Rich green fields and terraced hillsides, crowned with woods of beech and oak where bears still roam, surround the brightly coloured villages of Saxon Transylvania, in the north-west of Romania. Horse-drawn traffic clatters down quiet unmade roads through valleys filled with nightingales. The cowherds bring the cattle home each evening and the hay on the high hills is scythed by hand. It is an almost rural Eden – no chemicals, combine harvesters or tourist buses here.
This countryside was carved from the surrounding forest by 13th century Saxon settlers from the Rhine and it seems a miracle that they and their towns and hamlets and skills and language should have weathered past eight centuries of commotion with so little damage. Relatively recently it was caught between the German army and the Soviet Union and was threatened by the dictator Nicolae Ceausescu’s plans in the 1980s when he wanted to destroy 13,000 villages. But although many of the Saxons have left to live in Germany, the landscape they created has survived against all odds.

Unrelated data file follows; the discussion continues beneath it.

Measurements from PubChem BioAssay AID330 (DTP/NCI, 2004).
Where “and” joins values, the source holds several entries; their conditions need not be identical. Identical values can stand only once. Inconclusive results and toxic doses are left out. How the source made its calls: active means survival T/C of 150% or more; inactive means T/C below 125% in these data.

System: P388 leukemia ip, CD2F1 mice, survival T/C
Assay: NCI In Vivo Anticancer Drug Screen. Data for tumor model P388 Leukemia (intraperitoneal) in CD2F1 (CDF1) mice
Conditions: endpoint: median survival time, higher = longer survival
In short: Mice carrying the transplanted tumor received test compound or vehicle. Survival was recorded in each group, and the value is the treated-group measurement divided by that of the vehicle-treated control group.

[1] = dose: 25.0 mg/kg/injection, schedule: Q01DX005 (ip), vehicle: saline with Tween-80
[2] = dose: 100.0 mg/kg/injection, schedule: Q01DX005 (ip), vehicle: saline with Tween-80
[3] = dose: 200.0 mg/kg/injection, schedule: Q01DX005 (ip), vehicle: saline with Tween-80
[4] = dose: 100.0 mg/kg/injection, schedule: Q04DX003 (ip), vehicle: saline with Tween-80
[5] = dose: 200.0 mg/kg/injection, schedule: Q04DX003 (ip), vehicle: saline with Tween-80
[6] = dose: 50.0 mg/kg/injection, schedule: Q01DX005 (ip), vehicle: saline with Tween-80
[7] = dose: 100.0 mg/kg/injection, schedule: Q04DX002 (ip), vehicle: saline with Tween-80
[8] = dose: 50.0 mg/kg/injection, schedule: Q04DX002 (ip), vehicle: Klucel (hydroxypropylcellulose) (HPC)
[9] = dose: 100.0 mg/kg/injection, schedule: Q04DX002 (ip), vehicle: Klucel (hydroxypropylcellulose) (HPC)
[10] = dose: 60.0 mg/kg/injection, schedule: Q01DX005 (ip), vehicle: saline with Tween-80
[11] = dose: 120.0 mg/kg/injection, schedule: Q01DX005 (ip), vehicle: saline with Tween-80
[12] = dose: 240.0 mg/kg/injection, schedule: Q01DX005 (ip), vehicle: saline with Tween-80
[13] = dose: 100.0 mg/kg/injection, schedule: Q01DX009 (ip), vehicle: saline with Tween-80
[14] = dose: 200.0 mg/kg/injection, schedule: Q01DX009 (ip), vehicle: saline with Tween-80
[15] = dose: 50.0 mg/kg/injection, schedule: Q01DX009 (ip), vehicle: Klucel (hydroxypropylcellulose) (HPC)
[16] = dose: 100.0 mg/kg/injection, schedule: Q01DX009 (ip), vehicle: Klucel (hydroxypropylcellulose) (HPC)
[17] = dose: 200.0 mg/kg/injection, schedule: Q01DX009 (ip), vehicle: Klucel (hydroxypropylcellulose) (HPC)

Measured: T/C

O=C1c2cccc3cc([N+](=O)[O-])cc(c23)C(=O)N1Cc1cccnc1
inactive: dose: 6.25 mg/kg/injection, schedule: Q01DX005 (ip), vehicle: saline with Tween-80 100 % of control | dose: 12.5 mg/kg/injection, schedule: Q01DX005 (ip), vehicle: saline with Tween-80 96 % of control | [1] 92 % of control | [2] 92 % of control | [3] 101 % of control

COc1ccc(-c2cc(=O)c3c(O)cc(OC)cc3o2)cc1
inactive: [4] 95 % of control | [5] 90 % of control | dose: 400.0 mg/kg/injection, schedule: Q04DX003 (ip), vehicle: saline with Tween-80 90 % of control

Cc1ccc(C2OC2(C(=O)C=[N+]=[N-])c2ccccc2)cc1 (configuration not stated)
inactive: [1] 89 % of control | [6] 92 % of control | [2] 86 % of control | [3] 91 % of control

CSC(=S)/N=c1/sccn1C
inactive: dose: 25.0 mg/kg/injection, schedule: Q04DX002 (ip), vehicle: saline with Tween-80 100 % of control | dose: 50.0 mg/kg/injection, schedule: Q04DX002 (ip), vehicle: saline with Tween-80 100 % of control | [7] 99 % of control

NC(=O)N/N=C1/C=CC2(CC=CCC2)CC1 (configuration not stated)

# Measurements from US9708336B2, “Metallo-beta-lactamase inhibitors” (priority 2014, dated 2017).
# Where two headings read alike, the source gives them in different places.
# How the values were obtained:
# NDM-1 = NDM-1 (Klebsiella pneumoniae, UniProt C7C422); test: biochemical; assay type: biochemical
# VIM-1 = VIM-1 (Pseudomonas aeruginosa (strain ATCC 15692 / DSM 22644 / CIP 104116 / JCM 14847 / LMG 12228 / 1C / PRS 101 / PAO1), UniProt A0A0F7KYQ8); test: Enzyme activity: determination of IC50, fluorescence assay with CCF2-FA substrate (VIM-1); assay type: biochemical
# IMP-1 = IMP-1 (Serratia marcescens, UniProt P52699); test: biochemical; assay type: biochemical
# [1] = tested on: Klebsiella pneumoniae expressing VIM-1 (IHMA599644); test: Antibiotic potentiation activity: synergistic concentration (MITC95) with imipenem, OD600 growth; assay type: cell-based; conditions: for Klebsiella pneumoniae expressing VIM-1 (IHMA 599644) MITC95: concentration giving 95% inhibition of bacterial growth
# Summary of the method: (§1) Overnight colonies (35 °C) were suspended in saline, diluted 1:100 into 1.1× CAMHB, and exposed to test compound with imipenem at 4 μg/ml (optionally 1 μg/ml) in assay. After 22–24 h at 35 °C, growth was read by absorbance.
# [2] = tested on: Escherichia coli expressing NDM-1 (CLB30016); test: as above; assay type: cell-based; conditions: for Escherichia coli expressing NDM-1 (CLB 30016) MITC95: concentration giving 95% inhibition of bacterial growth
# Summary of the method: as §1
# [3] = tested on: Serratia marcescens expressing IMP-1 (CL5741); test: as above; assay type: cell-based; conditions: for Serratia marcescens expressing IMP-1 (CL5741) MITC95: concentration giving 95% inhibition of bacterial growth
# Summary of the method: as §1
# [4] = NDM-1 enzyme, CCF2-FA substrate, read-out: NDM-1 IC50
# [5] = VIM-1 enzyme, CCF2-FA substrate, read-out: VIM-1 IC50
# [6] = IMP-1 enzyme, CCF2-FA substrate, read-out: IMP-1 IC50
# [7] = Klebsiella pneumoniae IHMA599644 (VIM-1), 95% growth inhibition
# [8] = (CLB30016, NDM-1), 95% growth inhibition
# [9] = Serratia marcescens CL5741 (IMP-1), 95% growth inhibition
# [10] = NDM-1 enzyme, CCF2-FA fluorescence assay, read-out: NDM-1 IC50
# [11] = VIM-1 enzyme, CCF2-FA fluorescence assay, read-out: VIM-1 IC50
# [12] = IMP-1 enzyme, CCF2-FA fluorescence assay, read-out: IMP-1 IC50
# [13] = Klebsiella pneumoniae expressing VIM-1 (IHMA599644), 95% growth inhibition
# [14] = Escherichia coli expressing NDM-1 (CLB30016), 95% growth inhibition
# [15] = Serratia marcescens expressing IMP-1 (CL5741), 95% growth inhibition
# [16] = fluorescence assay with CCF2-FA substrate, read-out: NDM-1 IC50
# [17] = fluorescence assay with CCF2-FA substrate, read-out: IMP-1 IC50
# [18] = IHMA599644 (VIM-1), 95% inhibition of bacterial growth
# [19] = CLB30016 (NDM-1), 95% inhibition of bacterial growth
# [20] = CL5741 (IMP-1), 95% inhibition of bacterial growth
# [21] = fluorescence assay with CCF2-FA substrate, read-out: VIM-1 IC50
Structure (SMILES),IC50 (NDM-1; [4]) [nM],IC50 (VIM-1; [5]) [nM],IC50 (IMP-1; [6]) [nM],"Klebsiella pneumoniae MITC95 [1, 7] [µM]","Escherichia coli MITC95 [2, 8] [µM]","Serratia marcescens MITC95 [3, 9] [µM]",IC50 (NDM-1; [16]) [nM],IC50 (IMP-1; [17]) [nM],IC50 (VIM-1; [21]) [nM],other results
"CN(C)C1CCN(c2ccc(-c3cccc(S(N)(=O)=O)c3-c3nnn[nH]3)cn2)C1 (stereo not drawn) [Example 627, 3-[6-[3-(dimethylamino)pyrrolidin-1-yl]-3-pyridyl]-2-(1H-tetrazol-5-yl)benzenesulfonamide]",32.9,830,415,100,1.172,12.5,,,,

German priest in Malancrav Saxon church. Malancrav, Transylvania, Romania